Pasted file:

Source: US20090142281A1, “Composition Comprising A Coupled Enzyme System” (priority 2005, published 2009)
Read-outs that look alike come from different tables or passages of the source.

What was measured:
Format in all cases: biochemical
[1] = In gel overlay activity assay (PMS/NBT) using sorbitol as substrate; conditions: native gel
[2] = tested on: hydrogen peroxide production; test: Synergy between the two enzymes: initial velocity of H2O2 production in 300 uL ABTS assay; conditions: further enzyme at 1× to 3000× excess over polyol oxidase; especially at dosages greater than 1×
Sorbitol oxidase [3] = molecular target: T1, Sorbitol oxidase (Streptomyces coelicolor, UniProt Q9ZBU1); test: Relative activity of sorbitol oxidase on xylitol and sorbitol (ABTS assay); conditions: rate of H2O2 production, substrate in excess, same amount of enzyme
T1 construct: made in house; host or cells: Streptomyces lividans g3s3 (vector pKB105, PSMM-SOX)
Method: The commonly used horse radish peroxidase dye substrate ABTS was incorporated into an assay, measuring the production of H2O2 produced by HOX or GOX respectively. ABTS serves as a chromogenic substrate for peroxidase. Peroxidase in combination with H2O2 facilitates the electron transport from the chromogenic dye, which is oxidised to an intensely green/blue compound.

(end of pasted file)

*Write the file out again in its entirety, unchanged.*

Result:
Source: US20090142281A1, “Composition Comprising A Coupled Enzyme System” (priority 2005, published 2009)
Read-outs that look alike come from different tables or passages of the source.

What was measured:
Format in all cases: biochemical
[1] = In gel overlay activity assay (PMS/NBT) using sorbitol as substrate; conditions: native gel
[2] = tested on: hydrogen peroxide production; test: Synergy between the two enzymes: initial velocity of H2O2 production in 300 uL ABTS assay; conditions: further enzyme at 1× to 3000× excess over polyol oxidase; especially at dosages greater than 1×
Sorbitol oxidase [3] = molecular target: T1, Sorbitol oxidase (Streptomyces coelicolor, UniProt Q9ZBU1); test: Relative activity of sorbitol oxidase on xylitol and sorbitol (ABTS assay); conditions: rate of H2O2 production, substrate in excess, same amount of enzyme
T1 construct: made in house; host or cells: Streptomyces lividans g3s3 (vector pKB105, PSMM-SOX)
Method: The commonly used horse radish peroxidase dye substrate ABTS was incorporated into an assay, measuring the production of H2O2 produced by HOX or GOX respectively. ABTS serves as a chromogenic substrate for peroxidase. Peroxidase in combination with H2O2 facilitates the electron transport from the chromogenic dye, which is oxidised to an intensely green/blue compound.